5

Zedekiah figured that he would not be taken to Babylon because Jeremiah said he would not see Babylon. It was his opinion that the prophets disagreed. The understanding is that Zedekiah refused to believe Jeremiah because Ezekiel had prophesied that Zedekiah should never see Babylon (he had no idea that his eyes would be put out). Thus Zedekiah doubted God's ...


4

Ephraim is Jacob's eldest son by 'adoption', replacing Reuben who he rejects: 5And now your two sons, who were born to you in the land of Egypt before I came to you in Egypt, are mine; Ephraim and Manasseh shall be mine, as Reuben and Simeon are. ESV According to Jacob's blessing he hopes for Ephraim to carry on his name (despite Joseph's protestations ...


3

This turns, I think, on a question of how personal names worked in the time period. There may not be a simple answer to your question. As you've noticed, the name is a short phrase, and the terminal element is theophoric. Semantically, the two versions mean the same thing, and may well have been interchangeable in conversation, or variable in regional ...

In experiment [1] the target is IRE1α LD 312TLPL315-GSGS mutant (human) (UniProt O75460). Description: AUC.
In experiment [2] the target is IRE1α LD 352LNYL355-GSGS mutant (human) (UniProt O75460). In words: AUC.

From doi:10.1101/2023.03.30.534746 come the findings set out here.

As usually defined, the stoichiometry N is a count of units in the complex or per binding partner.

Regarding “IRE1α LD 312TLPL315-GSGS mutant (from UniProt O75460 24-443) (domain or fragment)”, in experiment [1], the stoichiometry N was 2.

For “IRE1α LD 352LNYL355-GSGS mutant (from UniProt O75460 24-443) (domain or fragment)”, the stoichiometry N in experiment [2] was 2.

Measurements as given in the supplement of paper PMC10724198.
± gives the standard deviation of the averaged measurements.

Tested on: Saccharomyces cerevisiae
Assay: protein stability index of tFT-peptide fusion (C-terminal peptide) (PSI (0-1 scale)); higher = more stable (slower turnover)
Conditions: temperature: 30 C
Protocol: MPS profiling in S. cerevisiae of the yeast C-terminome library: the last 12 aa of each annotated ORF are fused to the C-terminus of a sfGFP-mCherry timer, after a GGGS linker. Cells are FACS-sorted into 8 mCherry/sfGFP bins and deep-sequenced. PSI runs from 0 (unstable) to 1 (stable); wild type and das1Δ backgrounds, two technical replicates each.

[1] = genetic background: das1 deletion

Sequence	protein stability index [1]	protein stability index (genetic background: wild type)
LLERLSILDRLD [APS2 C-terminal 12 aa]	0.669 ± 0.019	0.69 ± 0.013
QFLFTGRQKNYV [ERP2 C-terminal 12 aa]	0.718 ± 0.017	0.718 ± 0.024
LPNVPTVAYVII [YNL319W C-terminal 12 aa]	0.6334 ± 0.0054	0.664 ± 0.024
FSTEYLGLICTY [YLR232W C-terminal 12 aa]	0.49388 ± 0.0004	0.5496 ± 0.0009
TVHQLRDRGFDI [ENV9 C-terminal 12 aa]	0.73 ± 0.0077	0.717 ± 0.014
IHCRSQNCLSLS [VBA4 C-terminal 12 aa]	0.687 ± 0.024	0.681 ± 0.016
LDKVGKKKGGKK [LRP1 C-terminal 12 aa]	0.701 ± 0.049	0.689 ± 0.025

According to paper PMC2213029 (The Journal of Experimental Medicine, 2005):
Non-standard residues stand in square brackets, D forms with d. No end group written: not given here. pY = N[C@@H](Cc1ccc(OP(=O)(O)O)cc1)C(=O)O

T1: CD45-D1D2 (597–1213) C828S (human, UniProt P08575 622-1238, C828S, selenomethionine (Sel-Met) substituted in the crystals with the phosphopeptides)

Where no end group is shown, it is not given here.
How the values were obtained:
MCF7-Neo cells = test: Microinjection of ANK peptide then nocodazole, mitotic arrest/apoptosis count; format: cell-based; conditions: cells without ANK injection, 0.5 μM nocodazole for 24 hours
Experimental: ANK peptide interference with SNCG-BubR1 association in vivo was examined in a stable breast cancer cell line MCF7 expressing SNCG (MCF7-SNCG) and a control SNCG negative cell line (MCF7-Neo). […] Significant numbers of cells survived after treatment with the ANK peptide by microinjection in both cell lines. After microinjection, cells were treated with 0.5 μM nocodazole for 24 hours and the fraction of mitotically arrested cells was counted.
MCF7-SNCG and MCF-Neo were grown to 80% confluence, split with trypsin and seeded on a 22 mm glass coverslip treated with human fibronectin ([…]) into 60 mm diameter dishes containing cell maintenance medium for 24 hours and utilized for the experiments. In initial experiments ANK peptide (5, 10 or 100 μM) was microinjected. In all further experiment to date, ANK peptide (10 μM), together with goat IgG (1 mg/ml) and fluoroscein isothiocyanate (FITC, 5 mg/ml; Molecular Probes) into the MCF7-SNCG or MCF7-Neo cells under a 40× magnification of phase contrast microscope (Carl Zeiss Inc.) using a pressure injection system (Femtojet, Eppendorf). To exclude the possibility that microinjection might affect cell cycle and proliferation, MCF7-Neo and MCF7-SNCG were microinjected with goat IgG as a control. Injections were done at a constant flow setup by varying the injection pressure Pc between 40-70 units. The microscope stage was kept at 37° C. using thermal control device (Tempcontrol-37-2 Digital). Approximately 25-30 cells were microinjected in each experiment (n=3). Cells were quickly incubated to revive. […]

3

They are certainly referring to the same individual. The name is the same Briefly addressing this point. The name for 'Nebuchadnezzar' is spelled a variety of ways in Hebrew, sometimes ending with 'rezzar', but even within the book of Jeremiah we find alternate spellings: -rezzar נבוכדראצור: Jeremiah (1) נבוכדראצר: Jeremiah (28), and Ezekiel (4) ...


3

The simple answer is yes to your question, they are the same. Nebuchadnezzar attacked Jerusalem 3 times and he took captives when he did so. God also promised to keep the captives safe and prosper them. This is Nebuchadnezzar the second who reigned from 605 BC – 562 BC, while Nebuchadnezzar the first reigned from 1126–1103 BC. So there isn't a son with the ...


3

תסובב tesovev, literally means encircles, but should be translated here metaphorically to mean “court” or “woo” as in "courting a woman." Jeremiah, more than any other prophet in the OT, is a prophet of doom. He has told the people that they will be conquered and should submit to the Babylonian empire (see chapter 28). Chapter 31 contains beautiful ...


2

Several modern critical commentaries confidently dismiss in methodological exactness the typical traditional reasons why many have held that the ‘MT is superior to the LXX’. For example on reviewing the omissions of the LXX which represents the largest difference, here is a concise summary of old ideas rejected by a critical commentary: These (in common ...